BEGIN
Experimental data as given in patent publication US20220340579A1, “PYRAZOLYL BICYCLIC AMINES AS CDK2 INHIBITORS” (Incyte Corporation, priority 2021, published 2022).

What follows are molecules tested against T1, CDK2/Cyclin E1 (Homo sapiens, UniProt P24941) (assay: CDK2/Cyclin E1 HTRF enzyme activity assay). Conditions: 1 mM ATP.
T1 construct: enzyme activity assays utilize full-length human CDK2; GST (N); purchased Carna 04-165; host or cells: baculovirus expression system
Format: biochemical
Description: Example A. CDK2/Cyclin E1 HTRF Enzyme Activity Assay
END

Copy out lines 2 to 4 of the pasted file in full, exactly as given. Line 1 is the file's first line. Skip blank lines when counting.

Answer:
What follows are molecules tested against T1, CDK2/Cyclin E1 (Homo sapiens, UniProt P24941) (assay: CDK2/Cyclin E1 HTRF enzyme activity assay). Conditions: 1 mM ATP.
T1 construct: enzyme activity assays utilize full-length human CDK2; GST (N); purchased Carna 04-165; host or cells: baculovirus expression system
Format: biochemical